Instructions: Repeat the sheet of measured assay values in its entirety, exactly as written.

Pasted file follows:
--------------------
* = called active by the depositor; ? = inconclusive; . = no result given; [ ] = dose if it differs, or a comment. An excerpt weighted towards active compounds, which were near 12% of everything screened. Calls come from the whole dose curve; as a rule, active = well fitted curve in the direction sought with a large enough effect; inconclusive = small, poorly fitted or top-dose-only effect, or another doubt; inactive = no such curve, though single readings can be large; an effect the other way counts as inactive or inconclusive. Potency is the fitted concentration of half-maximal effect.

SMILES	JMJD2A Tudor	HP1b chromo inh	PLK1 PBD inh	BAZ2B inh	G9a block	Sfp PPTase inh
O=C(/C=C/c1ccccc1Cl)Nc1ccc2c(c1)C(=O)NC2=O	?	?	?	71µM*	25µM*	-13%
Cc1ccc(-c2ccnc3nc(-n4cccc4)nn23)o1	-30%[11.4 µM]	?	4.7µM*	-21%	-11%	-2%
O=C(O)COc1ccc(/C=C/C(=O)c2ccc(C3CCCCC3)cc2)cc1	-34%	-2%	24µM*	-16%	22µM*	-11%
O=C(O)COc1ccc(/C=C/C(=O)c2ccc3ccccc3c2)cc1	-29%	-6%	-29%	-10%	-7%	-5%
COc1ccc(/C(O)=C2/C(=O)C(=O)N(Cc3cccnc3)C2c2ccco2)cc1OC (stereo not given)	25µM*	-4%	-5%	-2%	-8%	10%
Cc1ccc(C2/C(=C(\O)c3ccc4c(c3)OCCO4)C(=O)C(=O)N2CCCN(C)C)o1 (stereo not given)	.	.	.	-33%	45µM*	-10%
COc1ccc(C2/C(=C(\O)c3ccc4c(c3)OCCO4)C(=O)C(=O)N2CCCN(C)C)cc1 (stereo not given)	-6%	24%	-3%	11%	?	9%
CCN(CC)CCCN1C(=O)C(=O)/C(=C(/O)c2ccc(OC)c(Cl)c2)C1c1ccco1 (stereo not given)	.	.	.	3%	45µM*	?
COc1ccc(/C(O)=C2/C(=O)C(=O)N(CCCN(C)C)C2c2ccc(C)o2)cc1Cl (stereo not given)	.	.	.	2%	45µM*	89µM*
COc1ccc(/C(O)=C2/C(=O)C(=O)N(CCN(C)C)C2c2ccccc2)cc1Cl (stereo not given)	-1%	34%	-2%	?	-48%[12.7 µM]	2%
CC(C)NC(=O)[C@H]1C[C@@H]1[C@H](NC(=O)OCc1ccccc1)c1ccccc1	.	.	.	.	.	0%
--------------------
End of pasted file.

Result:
* = called active by the depositor; ? = inconclusive; . = no result given; [ ] = dose if it differs, or a comment. An excerpt weighted towards active compounds, which were near 12% of everything screened. Calls come from the whole dose curve; as a rule, active = well fitted curve in the direction sought with a large enough effect; inconclusive = small, poorly fitted or top-dose-only effect, or another doubt; inactive = no such curve, though single readings can be large; an effect the other way counts as inactive or inconclusive. Potency is the fitted concentration of half-maximal effect.

SMILES	JMJD2A Tudor	HP1b chromo inh	PLK1 PBD inh	BAZ2B inh	G9a block	Sfp PPTase inh
O=C(/C=C/c1ccccc1Cl)Nc1ccc2c(c1)C(=O)NC2=O	?	?	?	71µM*	25µM*	-13%
Cc1ccc(-c2ccnc3nc(-n4cccc4)nn23)o1	-30%[11.4 µM]	?	4.7µM*	-21%	-11%	-2%
O=C(O)COc1ccc(/C=C/C(=O)c2ccc(C3CCCCC3)cc2)cc1	-34%	-2%	24µM*	-16%	22µM*	-11%
O=C(O)COc1ccc(/C=C/C(=O)c2ccc3ccccc3c2)cc1	-29%	-6%	-29%	-10%	-7%	-5%
COc1ccc(/C(O)=C2/C(=O)C(=O)N(Cc3cccnc3)C2c2ccco2)cc1OC (stereo not given)	25µM*	-4%	-5%	-2%	-8%	10%
Cc1ccc(C2/C(=C(\O)c3ccc4c(c3)OCCO4)C(=O)C(=O)N2CCCN(C)C)o1 (stereo not given)	.	.	.	-33%	45µM*	-10%
COc1ccc(C2/C(=C(\O)c3ccc4c(c3)OCCO4)C(=O)C(=O)N2CCCN(C)C)cc1 (stereo not given)	-6%	24%	-3%	11%	?	9%
CCN(CC)CCCN1C(=O)C(=O)/C(=C(/O)c2ccc(OC)c(Cl)c2)C1c1ccco1 (stereo not given)	.	.	.	3%	45µM*	?
COc1ccc(/C(O)=C2/C(=O)C(=O)N(CCCN(C)C)C2c2ccc(C)o2)cc1Cl (stereo not given)	.	.	.	2%	45µM*	89µM*
COc1ccc(/C(O)=C2/C(=O)C(=O)N(CCN(C)C)C2c2ccccc2)cc1Cl (stereo not given)	-1%	34%	-2%	?	-48%[12.7 µM]	2%
CC(C)NC(=O)[C@H]1C[C@@H]1[C@H](NC(=O)OCc1ccccc1)c1ccccc1	.	.	.	.	.	0%